Longstreet Highroad Guide to the North Carolina Mountains
By Lynda McDaniel
North Carolina's mountains have a mining history that dates back 5,000 years to a time when Native Americans discovered steatite, or soapstone, outcrops. Rich in the soft mineral talc, soapstone was easily carved into bowls and other useful containers. When clay pottery became popular 3,000 years later, soapstone mining ceased.
Native Americans also mined significant amounts of mica for use as ornaments and for the graves of individuals of high status. Mica found in burial mounds from the Midwest to Florida came from these prehistoric mines in the Black Mountains.
In 1544, the Spanish explorer Hernando De Soto searched the North Carolina mountains unsuccessfully for gold rumored to occur there. Not until 1799 was the mineral discovered for the first time in the United States, in North Carolina's Piedmont. America's first gold rush began here in 1803, and eventually more than 600 mines and prospects were scattered over the Piedmont and mountains. North Carolina remained the only gold-producing state until 1828, when gold was discovered in Georgia and America's first major gold rush began there. North Carolina remained one of the most productive gold-producing states in the United States until 1849, when the state's experienced miners headed west to exploit California's newly found reserves.
A number of other minerals have been mined here since the region was settled. Some copper mining occurred following the discovery of the mineral in Ashe County around 1850. And soon after the 1789 discovery of magnetite near the town of Cranberry, small water-powered forges began producing iron from local magnetite mines. By 1930, when competition from the Great Lakes region forced the local iron industry to shut down, Cranberry mines had produced 1.5 million tons of iron ore.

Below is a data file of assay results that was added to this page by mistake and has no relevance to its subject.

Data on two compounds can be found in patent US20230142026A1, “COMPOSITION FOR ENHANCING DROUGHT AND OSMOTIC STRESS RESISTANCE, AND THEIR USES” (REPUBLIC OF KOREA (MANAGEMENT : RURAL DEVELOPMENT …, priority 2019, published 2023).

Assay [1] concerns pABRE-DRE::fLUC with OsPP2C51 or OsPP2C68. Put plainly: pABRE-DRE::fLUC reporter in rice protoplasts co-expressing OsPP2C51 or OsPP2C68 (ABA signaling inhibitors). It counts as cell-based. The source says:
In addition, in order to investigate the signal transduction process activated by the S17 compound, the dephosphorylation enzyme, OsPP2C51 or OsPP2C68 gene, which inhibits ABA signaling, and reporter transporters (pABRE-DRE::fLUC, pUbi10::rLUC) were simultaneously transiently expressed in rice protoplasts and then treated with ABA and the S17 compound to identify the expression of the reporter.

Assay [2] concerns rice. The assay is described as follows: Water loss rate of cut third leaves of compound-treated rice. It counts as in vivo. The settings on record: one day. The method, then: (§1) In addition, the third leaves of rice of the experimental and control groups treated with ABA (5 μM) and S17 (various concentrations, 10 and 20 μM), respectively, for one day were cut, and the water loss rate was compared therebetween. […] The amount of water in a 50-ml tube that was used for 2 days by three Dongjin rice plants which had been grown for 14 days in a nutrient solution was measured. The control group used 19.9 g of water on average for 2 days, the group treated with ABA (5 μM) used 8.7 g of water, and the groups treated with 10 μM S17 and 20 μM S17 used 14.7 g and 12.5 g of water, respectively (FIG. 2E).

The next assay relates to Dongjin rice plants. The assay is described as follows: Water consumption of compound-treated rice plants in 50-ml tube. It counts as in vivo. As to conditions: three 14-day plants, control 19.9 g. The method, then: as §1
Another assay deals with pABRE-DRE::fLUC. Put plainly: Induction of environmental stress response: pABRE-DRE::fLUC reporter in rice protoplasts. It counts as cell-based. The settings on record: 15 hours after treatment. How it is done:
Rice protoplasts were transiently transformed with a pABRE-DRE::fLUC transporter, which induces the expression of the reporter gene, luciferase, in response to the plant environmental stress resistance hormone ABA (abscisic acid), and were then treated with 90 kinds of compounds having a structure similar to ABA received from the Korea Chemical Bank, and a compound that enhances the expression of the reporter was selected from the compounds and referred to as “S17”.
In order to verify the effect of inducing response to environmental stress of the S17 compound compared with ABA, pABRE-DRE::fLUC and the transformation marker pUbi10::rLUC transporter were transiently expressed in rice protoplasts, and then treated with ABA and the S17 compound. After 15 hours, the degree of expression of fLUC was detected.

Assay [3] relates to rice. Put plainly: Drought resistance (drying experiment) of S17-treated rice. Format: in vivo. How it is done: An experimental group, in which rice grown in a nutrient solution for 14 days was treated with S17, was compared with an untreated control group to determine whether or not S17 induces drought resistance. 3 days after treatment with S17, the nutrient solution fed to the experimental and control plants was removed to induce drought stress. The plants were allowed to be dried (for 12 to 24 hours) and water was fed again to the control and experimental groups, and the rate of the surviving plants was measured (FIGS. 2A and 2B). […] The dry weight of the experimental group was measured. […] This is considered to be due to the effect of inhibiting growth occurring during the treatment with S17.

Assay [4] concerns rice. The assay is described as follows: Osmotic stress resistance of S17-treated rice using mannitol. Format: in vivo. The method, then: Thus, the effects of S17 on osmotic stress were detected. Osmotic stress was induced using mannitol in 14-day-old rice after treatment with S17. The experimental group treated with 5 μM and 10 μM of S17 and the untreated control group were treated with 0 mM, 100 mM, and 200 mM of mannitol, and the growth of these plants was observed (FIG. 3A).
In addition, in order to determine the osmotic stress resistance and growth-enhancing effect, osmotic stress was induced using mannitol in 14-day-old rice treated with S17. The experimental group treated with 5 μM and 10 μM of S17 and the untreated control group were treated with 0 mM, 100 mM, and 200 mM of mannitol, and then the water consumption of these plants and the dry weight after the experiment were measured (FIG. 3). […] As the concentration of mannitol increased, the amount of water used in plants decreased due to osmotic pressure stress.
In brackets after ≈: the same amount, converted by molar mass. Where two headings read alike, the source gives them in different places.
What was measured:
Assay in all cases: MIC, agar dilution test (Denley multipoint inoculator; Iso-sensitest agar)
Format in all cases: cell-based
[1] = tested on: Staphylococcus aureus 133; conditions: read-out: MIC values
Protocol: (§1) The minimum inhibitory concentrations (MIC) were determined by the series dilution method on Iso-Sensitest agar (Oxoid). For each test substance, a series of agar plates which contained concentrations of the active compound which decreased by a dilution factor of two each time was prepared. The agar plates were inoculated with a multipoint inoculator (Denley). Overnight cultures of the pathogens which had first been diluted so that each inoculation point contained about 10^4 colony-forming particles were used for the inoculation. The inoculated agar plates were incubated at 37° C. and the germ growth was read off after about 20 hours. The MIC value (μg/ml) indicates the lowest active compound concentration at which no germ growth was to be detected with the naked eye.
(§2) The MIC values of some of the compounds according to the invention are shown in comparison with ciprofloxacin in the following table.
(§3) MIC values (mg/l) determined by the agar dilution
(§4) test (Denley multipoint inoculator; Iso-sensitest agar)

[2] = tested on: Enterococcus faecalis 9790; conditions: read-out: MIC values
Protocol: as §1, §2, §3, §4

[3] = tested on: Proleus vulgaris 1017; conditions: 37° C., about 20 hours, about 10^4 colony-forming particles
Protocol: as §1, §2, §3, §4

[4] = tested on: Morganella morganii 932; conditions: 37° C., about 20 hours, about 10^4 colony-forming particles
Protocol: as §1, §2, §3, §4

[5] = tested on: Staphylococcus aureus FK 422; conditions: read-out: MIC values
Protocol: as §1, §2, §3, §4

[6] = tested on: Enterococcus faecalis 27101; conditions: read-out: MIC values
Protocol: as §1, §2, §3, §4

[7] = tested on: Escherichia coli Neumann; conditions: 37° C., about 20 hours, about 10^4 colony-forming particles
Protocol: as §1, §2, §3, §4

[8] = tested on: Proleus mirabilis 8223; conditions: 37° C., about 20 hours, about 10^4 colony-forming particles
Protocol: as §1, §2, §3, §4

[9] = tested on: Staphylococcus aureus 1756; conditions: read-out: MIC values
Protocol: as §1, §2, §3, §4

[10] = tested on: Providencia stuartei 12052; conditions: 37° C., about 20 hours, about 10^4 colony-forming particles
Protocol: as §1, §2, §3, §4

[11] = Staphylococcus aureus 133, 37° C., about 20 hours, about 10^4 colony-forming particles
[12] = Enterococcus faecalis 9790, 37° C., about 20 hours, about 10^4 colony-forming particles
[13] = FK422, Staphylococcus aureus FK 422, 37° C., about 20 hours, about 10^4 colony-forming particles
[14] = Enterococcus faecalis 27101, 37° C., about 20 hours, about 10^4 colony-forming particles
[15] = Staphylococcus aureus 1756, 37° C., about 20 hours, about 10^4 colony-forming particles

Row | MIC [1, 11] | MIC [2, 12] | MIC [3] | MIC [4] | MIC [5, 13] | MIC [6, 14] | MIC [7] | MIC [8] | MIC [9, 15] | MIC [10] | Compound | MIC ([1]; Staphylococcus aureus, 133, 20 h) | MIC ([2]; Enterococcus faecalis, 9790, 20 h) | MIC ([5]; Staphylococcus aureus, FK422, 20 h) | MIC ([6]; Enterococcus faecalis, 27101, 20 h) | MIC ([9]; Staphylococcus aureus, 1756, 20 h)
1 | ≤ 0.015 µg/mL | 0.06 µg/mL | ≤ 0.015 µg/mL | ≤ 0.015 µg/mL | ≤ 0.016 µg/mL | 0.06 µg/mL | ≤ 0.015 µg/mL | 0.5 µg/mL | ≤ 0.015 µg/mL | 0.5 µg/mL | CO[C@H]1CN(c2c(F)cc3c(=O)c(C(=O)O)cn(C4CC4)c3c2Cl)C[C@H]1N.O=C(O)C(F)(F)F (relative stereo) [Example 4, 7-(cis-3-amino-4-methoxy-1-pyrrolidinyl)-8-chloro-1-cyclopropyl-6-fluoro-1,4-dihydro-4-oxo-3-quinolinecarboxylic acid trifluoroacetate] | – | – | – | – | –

But the most important commercial mining materials were micas, feldspars, olivine, and crushed stone. Micas, due to their electrical insulating qualities and transparency, were once mined in great quantities for use in electrical components and as windows in stoves and lanterns. Currently, tiny mica flakes are used in paints and in cement that binds gypsum within sheetrock panels. One of the most commercially valuable materials to come from mines today is crushed stone, which is surface mined in open pits and used as gravel for rural roads, as a base for modern highways, and as the main component of concrete and asphalt.
A thriving tourism industry has evolved among many inactive mines in the region. From spring through fall, families and individuals enjoy visiting these mines with their mineral museums and retail gem shops. Most of the mines house water-fed flumes where visitors sieve buckets of mined soil in search of gemstones. Mines that sell materials salted with gems from other regions advertise their materials as "enriched." The other mines, that is, the ones that do not say "enriched," have native materials. At some flumes, experts are present to identify and mount such treasures for personal jewelry.
(See Appendix F for a listing of area mines and museums.)
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